October 30, 2013

Hi folks,

As you know, squash did not have a great year–too gray and cold. But your boxes today include butternut squash. I have tried two already; the first was not very tasty but the second, chosen as more ripe, was. Having given you folks the ripest of the lot, they should be OK but please, please let me know if not and I can give you  something extra next week. If a whole squash seems too much to use at once, I can report that I have often kept a cut, uncooked squash for a week or more.

Salad greens were snatched from the maws of the big black ugly that brought us -7 degrees on Monday night. I harvested everything I could get my hands on and now my house is full of vegetable bins to be sorted through. Carrots could even be vulnerable if we get more ground frost. Some of you have the “pencil” carrots and others got the Nantes that you have had before.

Green tomatoes are delicious fried (season with chili powder and add a bit of cornmeal to soak up the juices). Other uses: a fresh green salsa (instead of tomatillos) or relish, and I even have old recipes for green tomato mincemeat.

Next week is our last box and the $ amount remaining is small, so boxes will not contain much. Actually, for those in town, it won’t be a box at all, but a bag. Provided your empty box is waiting for me, you are also entitled to get your $20 box deposit back. If you would prefer veggies instead of $ you’ll have to let me know by Monday Nov. 4 at the latest. I have potatoes, garlic, braids, parsnips, shelling beans, Jerusalem artichokes and whatever else fresh is still in the garden to offer. You can specify what you’d like or leave the choice to me. If I don’t hear from you you’ll get $.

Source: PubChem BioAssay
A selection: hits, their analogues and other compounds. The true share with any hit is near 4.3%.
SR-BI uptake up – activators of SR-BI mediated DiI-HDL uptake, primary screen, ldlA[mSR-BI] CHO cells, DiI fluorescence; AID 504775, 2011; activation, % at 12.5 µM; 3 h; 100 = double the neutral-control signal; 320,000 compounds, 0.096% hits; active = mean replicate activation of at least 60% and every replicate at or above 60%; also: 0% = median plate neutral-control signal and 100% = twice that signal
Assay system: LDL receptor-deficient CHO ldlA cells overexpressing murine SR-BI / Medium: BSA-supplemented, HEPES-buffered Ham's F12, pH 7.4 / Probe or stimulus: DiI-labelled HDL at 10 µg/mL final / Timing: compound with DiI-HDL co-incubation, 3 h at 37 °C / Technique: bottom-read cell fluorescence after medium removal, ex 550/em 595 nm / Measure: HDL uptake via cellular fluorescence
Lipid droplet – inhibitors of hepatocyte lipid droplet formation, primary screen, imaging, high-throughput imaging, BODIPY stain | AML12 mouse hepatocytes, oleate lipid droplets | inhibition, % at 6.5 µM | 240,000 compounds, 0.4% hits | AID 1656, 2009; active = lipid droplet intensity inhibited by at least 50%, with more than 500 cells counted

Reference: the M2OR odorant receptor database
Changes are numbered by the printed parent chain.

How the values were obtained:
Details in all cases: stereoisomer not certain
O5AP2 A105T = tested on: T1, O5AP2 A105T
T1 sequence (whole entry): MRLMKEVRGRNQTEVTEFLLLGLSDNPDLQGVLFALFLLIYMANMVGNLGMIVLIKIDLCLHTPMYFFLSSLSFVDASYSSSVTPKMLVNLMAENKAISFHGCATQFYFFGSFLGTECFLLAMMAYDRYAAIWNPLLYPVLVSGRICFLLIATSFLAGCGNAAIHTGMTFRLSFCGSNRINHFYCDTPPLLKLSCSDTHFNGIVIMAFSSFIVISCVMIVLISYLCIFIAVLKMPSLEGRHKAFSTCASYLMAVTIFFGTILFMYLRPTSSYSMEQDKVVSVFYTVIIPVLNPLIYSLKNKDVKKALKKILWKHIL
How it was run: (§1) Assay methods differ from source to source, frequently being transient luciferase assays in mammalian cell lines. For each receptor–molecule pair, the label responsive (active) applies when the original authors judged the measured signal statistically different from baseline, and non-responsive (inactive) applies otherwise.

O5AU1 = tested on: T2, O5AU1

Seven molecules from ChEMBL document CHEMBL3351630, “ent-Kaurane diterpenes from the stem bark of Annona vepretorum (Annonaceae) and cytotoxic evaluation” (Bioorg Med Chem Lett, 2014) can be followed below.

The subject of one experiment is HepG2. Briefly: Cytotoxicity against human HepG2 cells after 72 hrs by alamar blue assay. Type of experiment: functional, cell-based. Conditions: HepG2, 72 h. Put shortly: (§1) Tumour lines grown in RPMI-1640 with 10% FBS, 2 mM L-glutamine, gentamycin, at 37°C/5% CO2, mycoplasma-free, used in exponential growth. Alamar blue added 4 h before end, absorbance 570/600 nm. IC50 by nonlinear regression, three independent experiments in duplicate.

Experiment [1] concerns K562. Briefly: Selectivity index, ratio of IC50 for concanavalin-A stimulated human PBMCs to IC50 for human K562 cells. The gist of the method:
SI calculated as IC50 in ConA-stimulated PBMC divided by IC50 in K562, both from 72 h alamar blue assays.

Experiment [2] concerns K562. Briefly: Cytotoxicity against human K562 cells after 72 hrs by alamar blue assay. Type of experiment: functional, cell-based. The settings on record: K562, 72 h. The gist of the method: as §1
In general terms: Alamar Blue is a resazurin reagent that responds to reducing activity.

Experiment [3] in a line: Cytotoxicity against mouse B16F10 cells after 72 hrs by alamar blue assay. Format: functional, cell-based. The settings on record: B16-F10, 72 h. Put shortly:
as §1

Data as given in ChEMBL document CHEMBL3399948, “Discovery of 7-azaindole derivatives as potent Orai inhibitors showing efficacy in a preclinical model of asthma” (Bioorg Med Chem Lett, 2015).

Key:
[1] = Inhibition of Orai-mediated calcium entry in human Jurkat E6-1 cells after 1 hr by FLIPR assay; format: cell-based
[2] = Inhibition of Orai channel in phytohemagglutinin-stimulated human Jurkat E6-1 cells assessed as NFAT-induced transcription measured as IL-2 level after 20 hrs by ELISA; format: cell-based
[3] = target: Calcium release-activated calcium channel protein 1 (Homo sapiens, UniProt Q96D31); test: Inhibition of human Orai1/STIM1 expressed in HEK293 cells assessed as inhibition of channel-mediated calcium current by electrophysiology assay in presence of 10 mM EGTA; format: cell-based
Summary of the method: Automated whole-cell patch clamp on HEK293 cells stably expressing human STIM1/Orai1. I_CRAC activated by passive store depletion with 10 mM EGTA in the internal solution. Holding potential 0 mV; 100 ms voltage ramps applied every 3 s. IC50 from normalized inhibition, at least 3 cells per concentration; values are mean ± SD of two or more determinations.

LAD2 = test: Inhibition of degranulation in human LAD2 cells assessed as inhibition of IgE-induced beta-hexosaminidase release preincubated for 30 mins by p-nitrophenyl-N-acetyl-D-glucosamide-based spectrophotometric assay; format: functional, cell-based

Those who pick up at the farm can also get extra veggies next week if you let me know, but you will have to leave me $20 when you come to pick up, as you did not pay deposit in Springtime. Hopefully all this isn’t too confusing.

My time right now is divided between organizing food and seeds in the house (one big deal was sorting the seed potatoes) and trying to get the garden cleaned out and garlic planted. I’m a bit frustrated because progress is slow and one never knows when winter really will arrive. But somehow I always muddle through. I’ll let you know of progress in next week’s newsletter.


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